Draft-js and Redux - the perfect couple

Tue, Jun 20, 2017 - 6 minute read

In this tutorial you'll learn how to use Draft.js together with Redux, our favorite state management system for react apps.

This post is part of a series:
  1. Getting started with draft.js
  2. Getting started with draft.js plugins
  3. Draft-js - Saving data to the server
  4. Draft-js and Redux - the perfect couple (current)
  5. Draft-js building search and replace functionality
  6. Best practices when working with draft js

Heads up:

We like draft.js (At least I hope you do since you’re here reading this.) and we possibly also like redux, the go to state management system for react. The two of them are actually a really good couple. So let’s marry them and use them together for all the things!

Setup

I created a simple little boilerplate for draft-js projects. All you need to do is clone this repository, cd into your project folder and run yarn or npm install to install the dependencies. It’s been created with create-react-app and has just one extra dependency: draft.js.

However, you also want to add redux and react-redux for this tutorial, so go please ahead and do that:

yarn add redux react-redux

Setting up a store

In case you know redux well, you’ve probably done this before - feel free to skip it. In case you haven’t, here’s how:

First I’m going to import all the tools I need to use redux in my app:

  • The Provider component and connect method from react-redux.
  • The createStore method from redux.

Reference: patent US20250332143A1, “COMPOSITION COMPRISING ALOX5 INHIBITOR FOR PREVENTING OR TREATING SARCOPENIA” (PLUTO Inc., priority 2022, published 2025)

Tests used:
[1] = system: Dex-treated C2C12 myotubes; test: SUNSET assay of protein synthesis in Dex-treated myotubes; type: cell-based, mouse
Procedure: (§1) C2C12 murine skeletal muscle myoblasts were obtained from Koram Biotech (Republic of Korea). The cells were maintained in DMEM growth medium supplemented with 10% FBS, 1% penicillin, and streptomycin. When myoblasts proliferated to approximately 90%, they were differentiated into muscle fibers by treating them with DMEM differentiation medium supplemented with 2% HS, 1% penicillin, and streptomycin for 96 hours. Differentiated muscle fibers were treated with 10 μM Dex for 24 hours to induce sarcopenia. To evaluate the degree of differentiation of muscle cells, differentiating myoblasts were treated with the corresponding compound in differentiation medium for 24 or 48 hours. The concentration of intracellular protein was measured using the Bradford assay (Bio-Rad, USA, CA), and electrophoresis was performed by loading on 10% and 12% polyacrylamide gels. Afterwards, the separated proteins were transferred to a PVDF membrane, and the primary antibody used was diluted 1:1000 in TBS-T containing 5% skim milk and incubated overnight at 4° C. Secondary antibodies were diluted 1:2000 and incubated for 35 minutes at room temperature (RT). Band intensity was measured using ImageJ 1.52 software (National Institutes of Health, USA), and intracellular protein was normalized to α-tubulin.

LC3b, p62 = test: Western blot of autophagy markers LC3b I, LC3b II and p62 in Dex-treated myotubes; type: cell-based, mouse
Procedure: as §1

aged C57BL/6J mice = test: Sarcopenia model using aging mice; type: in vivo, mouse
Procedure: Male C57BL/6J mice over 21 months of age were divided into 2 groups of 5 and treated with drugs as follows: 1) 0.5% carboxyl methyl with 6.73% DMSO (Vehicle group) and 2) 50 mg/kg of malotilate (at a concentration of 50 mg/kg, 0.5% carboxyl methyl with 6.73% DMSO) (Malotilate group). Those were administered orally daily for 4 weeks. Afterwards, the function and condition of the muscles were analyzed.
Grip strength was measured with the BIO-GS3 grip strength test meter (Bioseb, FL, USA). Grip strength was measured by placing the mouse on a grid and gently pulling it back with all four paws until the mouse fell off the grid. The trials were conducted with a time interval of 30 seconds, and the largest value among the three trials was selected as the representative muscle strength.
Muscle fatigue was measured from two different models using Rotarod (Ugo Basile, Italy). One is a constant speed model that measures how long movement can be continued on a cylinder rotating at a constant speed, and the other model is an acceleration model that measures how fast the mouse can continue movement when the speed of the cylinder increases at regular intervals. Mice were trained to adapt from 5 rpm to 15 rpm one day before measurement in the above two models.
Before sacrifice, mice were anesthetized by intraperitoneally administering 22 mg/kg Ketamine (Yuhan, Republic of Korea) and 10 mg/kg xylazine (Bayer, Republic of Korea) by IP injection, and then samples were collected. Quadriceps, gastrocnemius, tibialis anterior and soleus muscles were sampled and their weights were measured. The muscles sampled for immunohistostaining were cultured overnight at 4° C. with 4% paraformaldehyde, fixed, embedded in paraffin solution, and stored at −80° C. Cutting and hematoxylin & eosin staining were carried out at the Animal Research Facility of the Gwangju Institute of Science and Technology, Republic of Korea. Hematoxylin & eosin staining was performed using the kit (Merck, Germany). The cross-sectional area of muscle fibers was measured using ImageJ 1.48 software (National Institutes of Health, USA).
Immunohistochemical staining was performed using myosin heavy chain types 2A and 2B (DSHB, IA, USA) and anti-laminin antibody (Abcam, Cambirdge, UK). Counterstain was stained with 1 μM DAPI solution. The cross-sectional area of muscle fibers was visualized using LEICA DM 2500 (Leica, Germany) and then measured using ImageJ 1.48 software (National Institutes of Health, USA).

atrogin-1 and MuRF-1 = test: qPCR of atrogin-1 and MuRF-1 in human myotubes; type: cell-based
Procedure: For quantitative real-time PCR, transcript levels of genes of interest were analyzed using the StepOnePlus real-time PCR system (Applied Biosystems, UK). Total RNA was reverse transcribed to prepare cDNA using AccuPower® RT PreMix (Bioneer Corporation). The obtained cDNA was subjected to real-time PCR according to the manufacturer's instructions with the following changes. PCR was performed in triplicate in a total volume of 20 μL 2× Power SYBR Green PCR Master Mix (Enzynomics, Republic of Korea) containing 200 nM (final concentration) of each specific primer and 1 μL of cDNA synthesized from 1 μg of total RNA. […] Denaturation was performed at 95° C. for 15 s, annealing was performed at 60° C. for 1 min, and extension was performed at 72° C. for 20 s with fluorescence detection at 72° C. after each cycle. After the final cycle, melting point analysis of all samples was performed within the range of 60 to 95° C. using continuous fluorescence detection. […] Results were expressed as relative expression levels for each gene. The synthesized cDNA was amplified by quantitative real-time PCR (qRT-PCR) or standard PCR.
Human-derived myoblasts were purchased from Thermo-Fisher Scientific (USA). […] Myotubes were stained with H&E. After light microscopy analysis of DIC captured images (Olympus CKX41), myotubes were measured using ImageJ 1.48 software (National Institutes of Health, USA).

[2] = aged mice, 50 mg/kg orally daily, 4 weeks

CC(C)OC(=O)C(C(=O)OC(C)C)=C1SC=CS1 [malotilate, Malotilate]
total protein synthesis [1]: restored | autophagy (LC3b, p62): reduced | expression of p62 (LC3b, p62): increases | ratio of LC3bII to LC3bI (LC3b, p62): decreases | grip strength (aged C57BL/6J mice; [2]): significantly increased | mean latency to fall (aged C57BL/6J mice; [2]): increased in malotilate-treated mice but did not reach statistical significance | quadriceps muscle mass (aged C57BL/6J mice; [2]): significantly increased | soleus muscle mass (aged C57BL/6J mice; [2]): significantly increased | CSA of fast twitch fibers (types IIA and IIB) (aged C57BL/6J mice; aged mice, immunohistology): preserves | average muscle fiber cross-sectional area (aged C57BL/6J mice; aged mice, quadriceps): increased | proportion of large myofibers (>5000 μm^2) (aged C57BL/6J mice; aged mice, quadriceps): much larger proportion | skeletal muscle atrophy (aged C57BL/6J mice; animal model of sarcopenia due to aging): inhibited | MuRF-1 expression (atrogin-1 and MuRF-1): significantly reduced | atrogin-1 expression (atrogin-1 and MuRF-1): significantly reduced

import { Provider, connect } from 'react-redux';
import { createStore } from 'redux';

Then I’ll create the default state for my store, this is how it’ll look like:

const defaultState = {
  editorState: EditorState.createEmpty(),
};

The default state is the first value that my redux reducer will produce and I’ll just use it as the default argument in my reducer. A redux reducer is simply a function, this is my reducer:

const reducer = (state = defaultState, { editorState, type }) => {
  if (type === 'UPDATE_EDITOR_STATE') {
    return {
      ...state,
      editorState,
    };
  }
  return state;
};

The redux reducer takes two arguments, state and action. So everytime we dispatch an action to the reducer the reducer will be called. I only have one action for my reducer so this will be fairly straight forward, I call the type of my action 'UPDATE_EDITOR_STATE'. If that action is passed into the reducer I extend the previous state with the editorState that is passed in by my action (Contained in the payload).

Now that we have a reducer, let’s use that to create a store:

const store = createStore(reducer);

And in turn let’s use that store and hand it to our Provider component, which we wrap our app in:

class App extends Component {
  render() {
    return (
      <Provider store={store}>
        ...
      </Provider>
    );
  }
}

Whatever component is mounted inside our Provider component will have access to our store via the connect method. We want to mount our Editor inside this provider, and we want our editor to have access to the editorState and an action to update the editor state. Since we’re now delegating our state management to redux, we don’t need to handle our state inside a component anymore and so we can just wrap our Editor in a stateless component. This is a best practice, generally you want to avoid state management in component’s as much as possible, it’s not always possible I’m afraid. So here’s our Editor Component:

const AppEditor = ({ editorState, onSaveEditorState }) => (
  <Editor
    editorState={editorState}
    onChange={onSaveEditorState}
  />
);

Now we want to use connect to connect our AppEditor with the editorState and an action that updates the editorState. We’ll pass in the first two arguments that the connect method takes: - mapStateToProps - this maps our store state and mounts the results as props on our component. - mapDispatchToProps - this lets us mount actions as props onto our component.